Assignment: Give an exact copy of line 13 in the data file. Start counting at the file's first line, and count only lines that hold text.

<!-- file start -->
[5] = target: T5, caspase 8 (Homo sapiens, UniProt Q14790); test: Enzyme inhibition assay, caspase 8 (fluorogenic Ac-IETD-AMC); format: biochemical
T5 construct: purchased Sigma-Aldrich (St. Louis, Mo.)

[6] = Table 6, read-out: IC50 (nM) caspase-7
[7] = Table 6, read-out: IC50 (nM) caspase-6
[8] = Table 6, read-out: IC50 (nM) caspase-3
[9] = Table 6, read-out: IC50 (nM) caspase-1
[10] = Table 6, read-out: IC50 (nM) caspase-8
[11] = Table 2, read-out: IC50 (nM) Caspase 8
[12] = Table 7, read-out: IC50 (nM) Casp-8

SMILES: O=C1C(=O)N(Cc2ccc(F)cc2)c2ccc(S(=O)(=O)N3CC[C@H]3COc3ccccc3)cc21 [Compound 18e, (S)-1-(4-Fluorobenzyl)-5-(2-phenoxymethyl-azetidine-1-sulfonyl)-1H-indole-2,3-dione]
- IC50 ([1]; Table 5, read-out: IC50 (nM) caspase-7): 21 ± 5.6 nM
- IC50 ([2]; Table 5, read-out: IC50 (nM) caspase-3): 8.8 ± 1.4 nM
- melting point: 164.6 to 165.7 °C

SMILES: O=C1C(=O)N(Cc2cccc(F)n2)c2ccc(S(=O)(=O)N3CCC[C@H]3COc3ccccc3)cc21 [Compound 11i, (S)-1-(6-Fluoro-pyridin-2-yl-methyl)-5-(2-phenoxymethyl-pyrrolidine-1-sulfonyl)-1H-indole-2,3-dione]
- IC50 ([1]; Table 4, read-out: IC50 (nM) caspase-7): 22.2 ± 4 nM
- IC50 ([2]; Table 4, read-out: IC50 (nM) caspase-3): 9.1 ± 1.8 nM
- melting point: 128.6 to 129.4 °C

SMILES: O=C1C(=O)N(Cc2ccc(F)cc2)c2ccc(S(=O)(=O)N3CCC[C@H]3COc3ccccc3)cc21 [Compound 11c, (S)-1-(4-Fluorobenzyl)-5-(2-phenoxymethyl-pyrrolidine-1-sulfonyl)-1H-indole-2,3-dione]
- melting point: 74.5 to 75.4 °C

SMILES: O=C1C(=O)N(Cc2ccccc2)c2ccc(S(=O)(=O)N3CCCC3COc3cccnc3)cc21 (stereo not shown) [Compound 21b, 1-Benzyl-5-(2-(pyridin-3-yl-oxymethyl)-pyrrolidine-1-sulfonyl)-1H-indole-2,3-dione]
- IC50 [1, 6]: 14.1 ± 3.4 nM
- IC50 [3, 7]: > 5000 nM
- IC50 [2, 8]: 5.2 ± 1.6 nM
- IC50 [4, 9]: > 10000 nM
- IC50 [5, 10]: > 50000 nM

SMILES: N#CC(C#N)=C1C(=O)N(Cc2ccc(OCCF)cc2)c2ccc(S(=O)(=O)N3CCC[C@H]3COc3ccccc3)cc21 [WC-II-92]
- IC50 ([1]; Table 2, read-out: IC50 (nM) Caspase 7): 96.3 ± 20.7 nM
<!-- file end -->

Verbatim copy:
- melting point: 164.6 to 165.7 °C